Changing Seasons – November

Ah, November. The month I dislike the most. With the changing of the clocks the days become shorter with sun sets around 16:30 by the end of the month. I keep on thinking that it won’t be long until the shortest day and then the light will last just that bit longer each day. Bird food has been hung out and the garden is full of the little birds that seem to hide in the summer.

On 12 November I decided to pop over to Godrevy and have lunch in the little café there before having a walk on the beach at low tide. The sun was shining although it was a little windy and cool, but I was looking forward to the walk.  However, in the space of 15 minutes the weather changed and big black clouds came swiftly in from the south bringing fat raindrops. I managed to get a couple of photos before deciding to give the walk a miss and head home. Ahead of me rain. Behind me rainbows. And on arriving home the sky turned an incredible orange beneath black clouds accompanied by thunder and lightning!

On Wednesday 21st I was woken by a noise at 05:30 and on getting up to investigate I noticed that a waxing gibbous moon was setting. I watched as the plump yellow disc, like a round of cheese, slipped below the hill. No photo I’m afraid. My camera is not that good! Later I awoke to find frost on the ground.

This month I decided to wander down to the woodland which is about a mile from where I live. I normally find it quite gloomy and there are no nice paths to tread. But I wanted to see if I could capture some of the turning leaves before they were all blown away.

On the way I managed to find a few bits and pieces in the hedgerow including Betony, lots of nettles, Red Campion, bramble flowers, ferns, Navelwort and several umbellifers including flowering wild carrot.

The woodland was carpeted in brown leaves from the oaks and beech trees and reasonably dry, much to my surprise after all the rain. Bark textures, copper and gold leaves, bare tree limbs and colourful lichens caught my eye. My favourite part of winter is seeing the bare trees, the structure of the limbs, the colours of the bark.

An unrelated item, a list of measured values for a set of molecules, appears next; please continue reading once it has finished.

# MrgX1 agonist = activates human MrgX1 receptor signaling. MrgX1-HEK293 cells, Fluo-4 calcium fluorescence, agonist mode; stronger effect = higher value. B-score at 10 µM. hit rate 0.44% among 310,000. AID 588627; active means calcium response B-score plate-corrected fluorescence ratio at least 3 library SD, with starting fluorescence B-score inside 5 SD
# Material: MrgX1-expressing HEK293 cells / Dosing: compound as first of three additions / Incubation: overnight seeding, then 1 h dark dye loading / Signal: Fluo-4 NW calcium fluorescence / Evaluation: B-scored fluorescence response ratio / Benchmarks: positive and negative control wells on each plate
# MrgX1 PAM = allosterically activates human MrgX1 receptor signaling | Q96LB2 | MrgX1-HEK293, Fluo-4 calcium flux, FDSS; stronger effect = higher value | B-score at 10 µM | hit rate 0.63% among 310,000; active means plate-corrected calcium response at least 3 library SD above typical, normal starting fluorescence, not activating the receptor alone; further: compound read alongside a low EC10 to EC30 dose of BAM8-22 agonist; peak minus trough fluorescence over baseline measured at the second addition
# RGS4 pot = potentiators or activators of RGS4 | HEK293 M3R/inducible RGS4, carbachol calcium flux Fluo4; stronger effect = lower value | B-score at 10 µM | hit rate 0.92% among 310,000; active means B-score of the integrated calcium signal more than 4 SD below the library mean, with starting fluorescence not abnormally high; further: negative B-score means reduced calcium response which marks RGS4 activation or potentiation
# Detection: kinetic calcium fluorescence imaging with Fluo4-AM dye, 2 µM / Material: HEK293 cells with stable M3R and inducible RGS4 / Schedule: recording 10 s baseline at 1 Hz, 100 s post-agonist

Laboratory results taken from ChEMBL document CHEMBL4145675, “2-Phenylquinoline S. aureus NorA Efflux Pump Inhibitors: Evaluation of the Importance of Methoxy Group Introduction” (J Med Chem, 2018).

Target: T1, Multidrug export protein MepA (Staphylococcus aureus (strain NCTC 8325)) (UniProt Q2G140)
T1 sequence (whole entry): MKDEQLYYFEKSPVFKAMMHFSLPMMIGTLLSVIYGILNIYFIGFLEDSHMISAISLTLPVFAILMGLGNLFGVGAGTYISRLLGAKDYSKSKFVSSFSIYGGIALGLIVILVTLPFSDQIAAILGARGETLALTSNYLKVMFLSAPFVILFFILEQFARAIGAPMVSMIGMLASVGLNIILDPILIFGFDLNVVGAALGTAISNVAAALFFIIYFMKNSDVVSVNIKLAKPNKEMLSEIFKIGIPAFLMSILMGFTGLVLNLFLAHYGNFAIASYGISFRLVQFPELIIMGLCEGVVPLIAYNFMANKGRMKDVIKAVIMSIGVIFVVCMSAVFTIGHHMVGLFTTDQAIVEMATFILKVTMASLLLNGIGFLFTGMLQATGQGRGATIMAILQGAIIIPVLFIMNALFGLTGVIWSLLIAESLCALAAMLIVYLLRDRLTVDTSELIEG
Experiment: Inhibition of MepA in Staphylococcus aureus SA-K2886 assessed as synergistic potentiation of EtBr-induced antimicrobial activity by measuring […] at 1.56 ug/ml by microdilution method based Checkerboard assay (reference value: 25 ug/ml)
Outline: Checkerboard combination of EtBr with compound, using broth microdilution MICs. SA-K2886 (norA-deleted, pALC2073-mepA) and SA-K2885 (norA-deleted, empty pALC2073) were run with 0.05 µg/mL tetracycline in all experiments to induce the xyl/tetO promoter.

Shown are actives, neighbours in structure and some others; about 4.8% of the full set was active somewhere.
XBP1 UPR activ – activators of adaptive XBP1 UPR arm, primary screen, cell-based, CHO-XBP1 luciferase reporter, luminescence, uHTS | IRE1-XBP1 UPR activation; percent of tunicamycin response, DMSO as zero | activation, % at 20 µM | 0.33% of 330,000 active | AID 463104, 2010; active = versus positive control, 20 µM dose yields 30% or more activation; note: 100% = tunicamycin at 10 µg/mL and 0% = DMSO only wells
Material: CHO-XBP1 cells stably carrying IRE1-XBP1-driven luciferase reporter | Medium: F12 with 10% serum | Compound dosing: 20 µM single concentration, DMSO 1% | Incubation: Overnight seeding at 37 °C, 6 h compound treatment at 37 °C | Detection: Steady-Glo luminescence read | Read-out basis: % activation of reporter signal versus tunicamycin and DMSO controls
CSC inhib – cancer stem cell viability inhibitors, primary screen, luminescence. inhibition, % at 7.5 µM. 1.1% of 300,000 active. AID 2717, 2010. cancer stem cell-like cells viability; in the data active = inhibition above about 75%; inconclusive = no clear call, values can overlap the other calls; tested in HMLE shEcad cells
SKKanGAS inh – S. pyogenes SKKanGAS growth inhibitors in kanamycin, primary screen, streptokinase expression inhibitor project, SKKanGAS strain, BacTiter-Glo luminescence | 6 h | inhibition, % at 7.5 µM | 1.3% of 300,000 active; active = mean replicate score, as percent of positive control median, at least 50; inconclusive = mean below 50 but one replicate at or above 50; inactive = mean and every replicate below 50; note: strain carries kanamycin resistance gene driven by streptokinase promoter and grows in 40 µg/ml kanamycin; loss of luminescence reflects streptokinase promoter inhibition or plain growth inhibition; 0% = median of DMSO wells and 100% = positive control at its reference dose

The sky was darkening and approaching from across the sea so time to head home. But one last look at Old Man’s beard or Traveller’s joy (Clematis vitalba) whose fluffy seed heads scramble over bare branches like garlands of natural fairy lights.

The Changing Seasons | November


  1. restlessjo says:

    It’s all out there, if you go looking, isn’t it? Definitely changeable though. Never leave home without a brolly and a warm jumper. 🙂 🙂 I think I probably dislike January/February more but maybe that’s because of my November birthday. I’m always doing stuff then. Jan/Feb dangle promises they don’t often keep. 🙂 Our stuff arrived yesterday and swamped me. Exhausted and with a bad back, I’m off walking in Spain today. Nothing like a change, is there? 🙂 Hope you’re surviving up there.

    1. Heyjude says:

      A brolly is useless in Cornwall, always too much wind! Jan/Feb usually produces signs of life. I am on the hunt for some new Hellebores! Walking in Spain eh? What fun! I have a bad foot again – and I had been pain free for months!

      1. restlessjo says:

        El Rompido. Very nice 😃Woman, you are a wreck! xx

        1. Heyjude says:

          I don’t understand why! But the ankle was definitely swollen last night 😦

      2. restlessjo says:

        And almond pudding for afters 😃😃 x

        1. Heyjude says:

          Just had Bara brith for the first time ever! Quite nice actually.

        2. restlessjo says:

          I seem to remember a nice Indian in Church Stretton. Punta Umbria is a bit weird. Good base for La Rabida and the Columbus stuff tomorrow. Us Poolies know how to live 😃🍷💕

        3. Heyjude says:

          We may try the Indian tomorrow. Off to bed now, shattered again!

        4. Heyjude says:

          Us Poolies? How many of you are there over there then?

        5. restlessjo says:

          Only 2 😃😃

  2. Ali, The Mindful Gardener says: